Helping the food and drink industry to reformulate healthier products - Joanne Burns
The pandemic made people focus on the importance of dietary health and wellbeing. It is an excellent time for businesses to help their consumers to achieve a healthier balanced diet.
Through Food and Drink Federation (FDF) Scotland’s Reformulation for Health programme, funded by Scottish Government, I am helping small and medium sized food companies across Scotland to make their products healthier though recipe reformulation. This support is free and open to both members and non-members of the FDF.
Reformulation, where a product is made healthier, is rated as one of the most effective ways the food and drink industry can help people to improve their dietary health. This can include reducing fat, salt or sugars, reducing overall calories or portion sizes. But reformulation is not just about reducing nutrients in our foods. It can also mean increasing fibre, fruit and vegetable content as well as replacing ingredients with healthier alternatives, and using labelling to recommend cooking techniques, portion size and serving suggestions.
The associated costs of reformulation can be challenging for some food and drink businesses. Costs can include testing ingredient alternatives, implementing new processes and equipment and nutritional testing.
In response to this and to support industry recovery we opened a pilot Reformul8 Challenge in December 2020. The fund was significantly over-subscribed, this demand highlighted the breadth and drive for reformulation support across Scotland. We were delighted to fund 19 reformulation projects from small island producers to much-loved Scottish brands.
The fund has allowed me to work with an amazing group of businesses from butchers and bakers to ready meal makers. The range of projects includes fibre enrichment, fat and salt reduction to reducing portion sizes and sugar alternatives for bakery use.
Macsween of Edinburgh saw the fund as an opportunity to adapt traditional products such as haggis and black pudding into healthier, lower-fat versions and encourage consumers to make positive food and health choices, without compromising on taste and texture. Strathmore Foods, one of the UK’s leading ready meal manufacturers, are working to lower salt and calories across their range to meet UK-wide health targets. Their sales volumes mean a 10% reduction in calories and salt could add up to some huge figures. While Tower Bakery in Perthshire used the fund to double the fibre content in some of their bakery products, growing their business in the school provision sector.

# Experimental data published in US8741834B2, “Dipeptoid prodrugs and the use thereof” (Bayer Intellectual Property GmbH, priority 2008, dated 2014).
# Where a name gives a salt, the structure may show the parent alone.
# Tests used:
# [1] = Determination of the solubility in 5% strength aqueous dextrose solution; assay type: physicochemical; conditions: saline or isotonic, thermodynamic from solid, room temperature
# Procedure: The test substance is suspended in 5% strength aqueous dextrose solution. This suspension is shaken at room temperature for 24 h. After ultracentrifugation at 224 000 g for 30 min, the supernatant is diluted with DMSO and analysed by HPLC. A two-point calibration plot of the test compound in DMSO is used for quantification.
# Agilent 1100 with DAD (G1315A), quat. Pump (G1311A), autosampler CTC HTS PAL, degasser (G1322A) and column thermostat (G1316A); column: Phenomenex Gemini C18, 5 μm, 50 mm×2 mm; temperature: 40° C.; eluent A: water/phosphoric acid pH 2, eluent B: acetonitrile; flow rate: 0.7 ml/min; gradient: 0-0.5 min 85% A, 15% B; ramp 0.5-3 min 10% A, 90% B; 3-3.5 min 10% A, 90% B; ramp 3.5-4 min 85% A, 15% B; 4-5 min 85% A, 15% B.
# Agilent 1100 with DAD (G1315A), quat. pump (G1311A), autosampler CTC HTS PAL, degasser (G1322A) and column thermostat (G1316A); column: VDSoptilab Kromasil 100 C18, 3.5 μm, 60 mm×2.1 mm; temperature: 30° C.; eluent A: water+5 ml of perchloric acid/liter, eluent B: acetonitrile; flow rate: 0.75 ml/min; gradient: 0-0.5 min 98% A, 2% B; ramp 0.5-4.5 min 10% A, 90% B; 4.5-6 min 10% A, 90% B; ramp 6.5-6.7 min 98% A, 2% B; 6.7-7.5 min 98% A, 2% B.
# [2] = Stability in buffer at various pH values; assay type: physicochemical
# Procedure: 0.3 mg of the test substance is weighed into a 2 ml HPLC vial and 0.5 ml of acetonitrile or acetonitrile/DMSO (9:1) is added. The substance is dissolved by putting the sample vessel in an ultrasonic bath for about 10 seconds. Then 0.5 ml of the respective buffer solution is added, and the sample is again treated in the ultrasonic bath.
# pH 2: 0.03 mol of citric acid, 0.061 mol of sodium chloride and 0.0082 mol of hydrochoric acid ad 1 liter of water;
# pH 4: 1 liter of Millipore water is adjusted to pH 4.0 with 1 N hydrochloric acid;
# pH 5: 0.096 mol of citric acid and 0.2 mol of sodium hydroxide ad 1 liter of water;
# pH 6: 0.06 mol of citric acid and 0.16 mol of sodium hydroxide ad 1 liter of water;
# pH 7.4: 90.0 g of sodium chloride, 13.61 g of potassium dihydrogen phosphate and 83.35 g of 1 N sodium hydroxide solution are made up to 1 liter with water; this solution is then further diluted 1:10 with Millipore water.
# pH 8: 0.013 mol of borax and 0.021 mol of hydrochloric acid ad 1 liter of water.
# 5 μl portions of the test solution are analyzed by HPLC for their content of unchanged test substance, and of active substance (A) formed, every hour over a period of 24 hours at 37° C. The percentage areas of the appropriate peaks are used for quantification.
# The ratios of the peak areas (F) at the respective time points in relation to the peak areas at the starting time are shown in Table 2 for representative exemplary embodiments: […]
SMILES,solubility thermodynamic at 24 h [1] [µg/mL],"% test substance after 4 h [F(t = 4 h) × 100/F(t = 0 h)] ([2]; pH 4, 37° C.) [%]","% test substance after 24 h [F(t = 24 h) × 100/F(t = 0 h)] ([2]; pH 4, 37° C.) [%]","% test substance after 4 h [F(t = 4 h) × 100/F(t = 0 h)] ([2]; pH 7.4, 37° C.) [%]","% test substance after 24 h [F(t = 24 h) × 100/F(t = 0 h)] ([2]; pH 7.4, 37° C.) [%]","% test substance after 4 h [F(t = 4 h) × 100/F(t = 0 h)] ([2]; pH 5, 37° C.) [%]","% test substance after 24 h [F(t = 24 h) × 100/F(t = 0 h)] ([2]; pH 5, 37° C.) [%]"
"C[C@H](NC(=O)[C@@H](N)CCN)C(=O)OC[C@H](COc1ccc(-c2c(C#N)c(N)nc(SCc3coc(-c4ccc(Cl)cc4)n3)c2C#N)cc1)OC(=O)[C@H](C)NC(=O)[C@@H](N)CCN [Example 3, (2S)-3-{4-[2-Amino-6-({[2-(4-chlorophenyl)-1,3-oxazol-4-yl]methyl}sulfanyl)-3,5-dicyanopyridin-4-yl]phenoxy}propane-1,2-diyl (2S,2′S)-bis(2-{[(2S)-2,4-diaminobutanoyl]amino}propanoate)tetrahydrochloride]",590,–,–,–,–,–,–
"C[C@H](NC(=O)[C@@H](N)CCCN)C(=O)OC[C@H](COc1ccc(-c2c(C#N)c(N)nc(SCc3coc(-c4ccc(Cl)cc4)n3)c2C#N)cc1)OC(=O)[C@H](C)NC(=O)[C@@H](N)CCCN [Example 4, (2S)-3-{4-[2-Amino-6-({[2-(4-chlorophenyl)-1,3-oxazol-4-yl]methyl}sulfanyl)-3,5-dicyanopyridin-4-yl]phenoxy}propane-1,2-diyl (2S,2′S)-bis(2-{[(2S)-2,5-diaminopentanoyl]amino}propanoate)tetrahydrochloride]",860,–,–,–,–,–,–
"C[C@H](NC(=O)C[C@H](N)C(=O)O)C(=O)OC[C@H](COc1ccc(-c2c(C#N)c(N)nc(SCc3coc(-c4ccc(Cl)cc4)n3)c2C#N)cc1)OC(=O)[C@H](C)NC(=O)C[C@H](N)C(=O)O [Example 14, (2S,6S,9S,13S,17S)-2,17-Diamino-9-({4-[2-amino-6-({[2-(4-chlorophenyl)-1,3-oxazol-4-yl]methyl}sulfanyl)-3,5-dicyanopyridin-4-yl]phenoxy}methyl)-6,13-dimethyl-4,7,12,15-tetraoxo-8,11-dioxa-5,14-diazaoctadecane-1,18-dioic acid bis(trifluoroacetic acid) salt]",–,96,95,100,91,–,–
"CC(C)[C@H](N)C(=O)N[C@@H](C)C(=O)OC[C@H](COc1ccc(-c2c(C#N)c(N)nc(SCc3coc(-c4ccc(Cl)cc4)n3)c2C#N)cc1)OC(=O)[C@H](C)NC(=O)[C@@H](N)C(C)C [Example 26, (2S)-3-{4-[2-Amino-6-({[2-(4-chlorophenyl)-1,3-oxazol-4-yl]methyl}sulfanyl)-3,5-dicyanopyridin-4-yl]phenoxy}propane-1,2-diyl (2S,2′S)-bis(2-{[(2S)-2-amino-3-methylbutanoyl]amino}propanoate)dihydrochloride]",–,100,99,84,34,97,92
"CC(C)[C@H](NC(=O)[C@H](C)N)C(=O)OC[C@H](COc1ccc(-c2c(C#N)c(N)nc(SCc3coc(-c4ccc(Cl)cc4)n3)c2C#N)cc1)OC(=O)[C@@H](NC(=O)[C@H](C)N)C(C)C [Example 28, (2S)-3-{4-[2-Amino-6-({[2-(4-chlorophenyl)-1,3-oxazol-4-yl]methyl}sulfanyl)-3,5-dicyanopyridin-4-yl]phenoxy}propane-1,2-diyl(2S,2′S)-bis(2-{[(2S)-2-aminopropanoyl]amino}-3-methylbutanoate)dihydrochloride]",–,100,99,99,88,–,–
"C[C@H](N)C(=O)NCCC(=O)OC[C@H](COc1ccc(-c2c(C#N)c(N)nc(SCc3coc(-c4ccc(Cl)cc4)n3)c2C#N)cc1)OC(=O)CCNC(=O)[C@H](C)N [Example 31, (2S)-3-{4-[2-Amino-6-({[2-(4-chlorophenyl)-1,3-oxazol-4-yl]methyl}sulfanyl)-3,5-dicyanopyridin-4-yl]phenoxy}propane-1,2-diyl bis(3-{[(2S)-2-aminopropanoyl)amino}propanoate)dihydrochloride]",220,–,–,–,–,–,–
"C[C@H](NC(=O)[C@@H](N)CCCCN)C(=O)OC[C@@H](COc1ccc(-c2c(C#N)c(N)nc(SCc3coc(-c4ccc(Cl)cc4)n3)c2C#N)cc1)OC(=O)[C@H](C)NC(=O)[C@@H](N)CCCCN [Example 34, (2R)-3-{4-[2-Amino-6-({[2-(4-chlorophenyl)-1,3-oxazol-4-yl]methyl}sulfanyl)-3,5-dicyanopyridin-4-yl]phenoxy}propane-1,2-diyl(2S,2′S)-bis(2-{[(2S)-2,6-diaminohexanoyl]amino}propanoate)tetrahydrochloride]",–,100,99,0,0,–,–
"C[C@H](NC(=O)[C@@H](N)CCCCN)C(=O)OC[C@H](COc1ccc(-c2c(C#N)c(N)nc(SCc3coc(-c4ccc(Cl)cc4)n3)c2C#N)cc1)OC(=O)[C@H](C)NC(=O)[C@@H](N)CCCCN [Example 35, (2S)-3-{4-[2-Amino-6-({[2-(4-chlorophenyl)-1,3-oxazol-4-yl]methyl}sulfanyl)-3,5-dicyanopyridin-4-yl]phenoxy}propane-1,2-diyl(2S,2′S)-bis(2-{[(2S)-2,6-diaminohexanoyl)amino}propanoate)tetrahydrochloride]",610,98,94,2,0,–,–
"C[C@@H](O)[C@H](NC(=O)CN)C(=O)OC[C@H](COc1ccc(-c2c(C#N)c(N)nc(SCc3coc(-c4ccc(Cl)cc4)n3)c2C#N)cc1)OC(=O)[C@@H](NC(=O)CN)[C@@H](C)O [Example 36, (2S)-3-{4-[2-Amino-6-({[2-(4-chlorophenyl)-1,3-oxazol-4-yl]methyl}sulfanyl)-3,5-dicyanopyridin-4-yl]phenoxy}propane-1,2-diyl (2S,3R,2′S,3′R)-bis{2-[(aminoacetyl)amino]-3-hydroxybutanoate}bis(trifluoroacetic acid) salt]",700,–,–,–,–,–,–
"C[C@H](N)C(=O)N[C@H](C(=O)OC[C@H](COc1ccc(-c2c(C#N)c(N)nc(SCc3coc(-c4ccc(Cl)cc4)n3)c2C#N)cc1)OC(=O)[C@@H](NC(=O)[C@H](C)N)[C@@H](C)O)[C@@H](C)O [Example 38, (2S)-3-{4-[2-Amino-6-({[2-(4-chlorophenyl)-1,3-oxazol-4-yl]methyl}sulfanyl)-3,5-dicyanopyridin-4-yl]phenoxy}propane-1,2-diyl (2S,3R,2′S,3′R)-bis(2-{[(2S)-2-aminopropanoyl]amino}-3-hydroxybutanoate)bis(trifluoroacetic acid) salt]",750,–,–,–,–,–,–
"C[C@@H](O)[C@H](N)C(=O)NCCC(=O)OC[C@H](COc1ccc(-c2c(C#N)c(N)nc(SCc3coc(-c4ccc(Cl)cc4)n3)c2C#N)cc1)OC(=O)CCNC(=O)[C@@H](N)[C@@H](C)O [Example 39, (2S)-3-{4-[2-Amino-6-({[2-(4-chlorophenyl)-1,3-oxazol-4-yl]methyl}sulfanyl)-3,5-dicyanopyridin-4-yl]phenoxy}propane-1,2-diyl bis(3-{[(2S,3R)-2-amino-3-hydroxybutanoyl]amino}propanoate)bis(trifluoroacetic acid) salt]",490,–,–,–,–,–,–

Aware of the growing health trend Arran Dairies are using the fund to explore creating a healthier recipe for their ice-cream by trialling lower sugar and fat formulations benefiting their consumers and the local community, through a healthier product.
Continued financial support is crucial to help even more businesses to improve the health of their products and ultimately their consumers. We are exploring funding options from the Scotland Food & Drink Partnership Recovery Plan to support this.
If food and drink businesses are interested in finding out more about the support we provide please get in touch.
Joanne Burns, Reformulation for Health Manager, Food and Drink Federation Scotland
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